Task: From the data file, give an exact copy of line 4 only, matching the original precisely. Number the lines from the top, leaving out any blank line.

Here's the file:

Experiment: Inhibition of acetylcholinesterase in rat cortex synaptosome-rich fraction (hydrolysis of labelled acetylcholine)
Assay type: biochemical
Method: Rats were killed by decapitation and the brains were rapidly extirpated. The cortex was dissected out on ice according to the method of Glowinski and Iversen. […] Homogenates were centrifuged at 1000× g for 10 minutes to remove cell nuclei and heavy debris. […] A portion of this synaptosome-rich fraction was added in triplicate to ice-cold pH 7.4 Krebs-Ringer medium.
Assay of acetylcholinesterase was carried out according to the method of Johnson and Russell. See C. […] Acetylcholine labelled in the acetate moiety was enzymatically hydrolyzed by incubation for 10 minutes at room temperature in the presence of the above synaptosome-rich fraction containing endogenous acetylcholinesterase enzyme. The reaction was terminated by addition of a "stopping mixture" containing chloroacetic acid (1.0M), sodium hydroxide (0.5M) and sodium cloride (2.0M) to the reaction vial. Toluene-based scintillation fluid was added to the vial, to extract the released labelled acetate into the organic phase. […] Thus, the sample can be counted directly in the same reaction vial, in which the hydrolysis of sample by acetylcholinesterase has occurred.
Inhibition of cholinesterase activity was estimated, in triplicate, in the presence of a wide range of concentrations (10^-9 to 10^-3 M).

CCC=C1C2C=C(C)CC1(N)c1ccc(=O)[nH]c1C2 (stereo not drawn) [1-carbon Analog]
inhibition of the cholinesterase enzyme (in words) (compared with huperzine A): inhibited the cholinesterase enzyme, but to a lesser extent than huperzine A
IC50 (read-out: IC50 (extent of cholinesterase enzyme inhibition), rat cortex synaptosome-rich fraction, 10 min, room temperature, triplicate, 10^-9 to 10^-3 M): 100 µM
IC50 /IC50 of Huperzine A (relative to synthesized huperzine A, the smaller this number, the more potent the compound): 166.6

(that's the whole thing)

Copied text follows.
Assay of acetylcholinesterase was carried out according to the method of Johnson and Russell. See C. […] Acetylcholine labelled in the acetate moiety was enzymatically hydrolyzed by incubation for 10 minutes at room temperature in the presence of the above synaptosome-rich fraction containing endogenous acetylcholinesterase enzyme. The reaction was terminated by addition of a "stopping mixture" containing chloroacetic acid (1.0M), sodium hydroxide (0.5M) and sodium cloride (2.0M) to the reaction vial. Toluene-based scintillation fluid was added to the vial, to extract the released labelled acetate into the organic phase. […] Thus, the sample can be counted directly in the same reaction vial, in which the hydrolysis of sample by acetylcholinesterase has occurred.